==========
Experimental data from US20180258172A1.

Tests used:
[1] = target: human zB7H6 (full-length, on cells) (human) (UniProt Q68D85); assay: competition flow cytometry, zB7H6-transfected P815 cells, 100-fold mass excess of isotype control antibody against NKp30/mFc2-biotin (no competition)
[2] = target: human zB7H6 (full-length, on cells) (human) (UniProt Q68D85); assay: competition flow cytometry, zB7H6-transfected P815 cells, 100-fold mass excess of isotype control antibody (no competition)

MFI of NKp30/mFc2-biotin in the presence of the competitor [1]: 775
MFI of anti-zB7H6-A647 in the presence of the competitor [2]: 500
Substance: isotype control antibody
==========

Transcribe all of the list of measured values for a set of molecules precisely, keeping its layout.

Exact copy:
Experimental data from US20180258172A1.

Tests used:
[1] = target: human zB7H6 (full-length, on cells) (human) (UniProt Q68D85); assay: competition flow cytometry, zB7H6-transfected P815 cells, 100-fold mass excess of isotype control antibody against NKp30/mFc2-biotin (no competition)
[2] = target: human zB7H6 (full-length, on cells) (human) (UniProt Q68D85); assay: competition flow cytometry, zB7H6-transfected P815 cells, 100-fold mass excess of isotype control antibody (no competition)

MFI of NKp30/mFc2-biotin in the presence of the competitor [1]: 775
MFI of anti-zB7H6-A647 in the presence of the competitor [2]: 500
Substance: isotype control antibody